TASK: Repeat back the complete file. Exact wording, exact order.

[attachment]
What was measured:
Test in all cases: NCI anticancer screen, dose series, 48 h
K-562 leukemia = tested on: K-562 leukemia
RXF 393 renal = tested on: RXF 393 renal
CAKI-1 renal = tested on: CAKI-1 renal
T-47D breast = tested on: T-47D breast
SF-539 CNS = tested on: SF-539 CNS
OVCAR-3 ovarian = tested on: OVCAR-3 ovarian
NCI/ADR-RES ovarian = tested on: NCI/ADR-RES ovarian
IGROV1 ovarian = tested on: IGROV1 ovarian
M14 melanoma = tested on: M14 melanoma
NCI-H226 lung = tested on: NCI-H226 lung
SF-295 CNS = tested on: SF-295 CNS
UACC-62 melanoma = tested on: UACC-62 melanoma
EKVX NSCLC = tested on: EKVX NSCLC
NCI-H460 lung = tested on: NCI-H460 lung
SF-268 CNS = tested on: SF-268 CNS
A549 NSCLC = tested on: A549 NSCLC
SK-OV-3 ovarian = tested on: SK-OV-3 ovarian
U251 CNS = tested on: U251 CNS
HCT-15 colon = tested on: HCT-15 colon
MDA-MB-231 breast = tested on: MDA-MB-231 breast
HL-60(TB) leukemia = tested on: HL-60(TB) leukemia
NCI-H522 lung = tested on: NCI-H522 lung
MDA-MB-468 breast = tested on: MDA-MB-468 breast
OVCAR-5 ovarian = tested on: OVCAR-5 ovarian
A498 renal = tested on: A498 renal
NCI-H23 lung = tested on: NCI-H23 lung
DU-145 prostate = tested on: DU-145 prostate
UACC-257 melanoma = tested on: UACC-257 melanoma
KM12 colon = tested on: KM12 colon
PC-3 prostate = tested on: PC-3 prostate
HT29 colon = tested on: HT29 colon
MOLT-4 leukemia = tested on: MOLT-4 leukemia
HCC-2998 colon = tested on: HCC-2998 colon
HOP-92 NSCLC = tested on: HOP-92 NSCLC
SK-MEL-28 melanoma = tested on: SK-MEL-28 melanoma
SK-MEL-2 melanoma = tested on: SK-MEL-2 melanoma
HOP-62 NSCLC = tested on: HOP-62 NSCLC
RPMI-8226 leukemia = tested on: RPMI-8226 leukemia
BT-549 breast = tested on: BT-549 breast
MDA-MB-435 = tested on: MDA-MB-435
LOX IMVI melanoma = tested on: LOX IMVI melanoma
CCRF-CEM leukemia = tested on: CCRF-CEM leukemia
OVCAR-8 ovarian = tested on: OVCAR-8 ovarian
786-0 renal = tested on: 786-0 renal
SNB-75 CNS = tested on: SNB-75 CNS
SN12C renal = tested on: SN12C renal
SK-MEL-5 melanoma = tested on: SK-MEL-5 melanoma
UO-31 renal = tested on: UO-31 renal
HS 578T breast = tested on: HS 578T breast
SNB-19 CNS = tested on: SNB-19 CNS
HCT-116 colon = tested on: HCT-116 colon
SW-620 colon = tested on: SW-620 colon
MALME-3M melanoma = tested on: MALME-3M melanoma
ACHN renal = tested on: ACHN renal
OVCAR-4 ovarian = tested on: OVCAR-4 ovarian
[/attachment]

What was measured:
Test in all cases: NCI anticancer screen, dose series, 48 h
K-562 leukemia = tested on: K-562 leukemia
RXF 393 renal = tested on: RXF 393 renal
CAKI-1 renal = tested on: CAKI-1 renal
T-47D breast = tested on: T-47D breast
SF-539 CNS = tested on: SF-539 CNS
OVCAR-3 ovarian = tested on: OVCAR-3 ovarian
NCI/ADR-RES ovarian = tested on: NCI/ADR-RES ovarian
IGROV1 ovarian = tested on: IGROV1 ovarian
M14 melanoma = tested on: M14 melanoma
NCI-H226 lung = tested on: NCI-H226 lung
SF-295 CNS = tested on: SF-295 CNS
UACC-62 melanoma = tested on: UACC-62 melanoma
EKVX NSCLC = tested on: EKVX NSCLC
NCI-H460 lung = tested on: NCI-H460 lung
SF-268 CNS = tested on: SF-268 CNS
A549 NSCLC = tested on: A549 NSCLC
SK-OV-3 ovarian = tested on: SK-OV-3 ovarian
U251 CNS = tested on: U251 CNS
HCT-15 colon = tested on: HCT-15 colon
MDA-MB-231 breast = tested on: MDA-MB-231 breast
HL-60(TB) leukemia = tested on: HL-60(TB) leukemia
NCI-H522 lung = tested on: NCI-H522 lung
MDA-MB-468 breast = tested on: MDA-MB-468 breast
OVCAR-5 ovarian = tested on: OVCAR-5 ovarian
A498 renal = tested on: A498 renal
NCI-H23 lung = tested on: NCI-H23 lung
DU-145 prostate = tested on: DU-145 prostate
UACC-257 melanoma = tested on: UACC-257 melanoma
KM12 colon = tested on: KM12 colon
PC-3 prostate = tested on: PC-3 prostate
HT29 colon = tested on: HT29 colon
MOLT-4 leukemia = tested on: MOLT-4 leukemia
HCC-2998 colon = tested on: HCC-2998 colon
HOP-92 NSCLC = tested on: HOP-92 NSCLC
SK-MEL-28 melanoma = tested on: SK-MEL-28 melanoma
SK-MEL-2 melanoma = tested on: SK-MEL-2 melanoma
HOP-62 NSCLC = tested on: HOP-62 NSCLC
RPMI-8226 leukemia = tested on: RPMI-8226 leukemia
BT-549 breast = tested on: BT-549 breast
MDA-MB-435 = tested on: MDA-MB-435
LOX IMVI melanoma = tested on: LOX IMVI melanoma
CCRF-CEM leukemia = tested on: CCRF-CEM leukemia
OVCAR-8 ovarian = tested on: OVCAR-8 ovarian
786-0 renal = tested on: 786-0 renal
SNB-75 CNS = tested on: SNB-75 CNS
SN12C renal = tested on: SN12C renal
SK-MEL-5 melanoma = tested on: SK-MEL-5 melanoma
UO-31 renal = tested on: UO-31 renal
HS 578T breast = tested on: HS 578T breast
SNB-19 CNS = tested on: SNB-19 CNS
HCT-116 colon = tested on: HCT-116 colon
SW-620 colon = tested on: SW-620 colon
MALME-3M melanoma = tested on: MALME-3M melanoma
ACHN renal = tested on: ACHN renal
OVCAR-4 ovarian = tested on: OVCAR-4 ovarian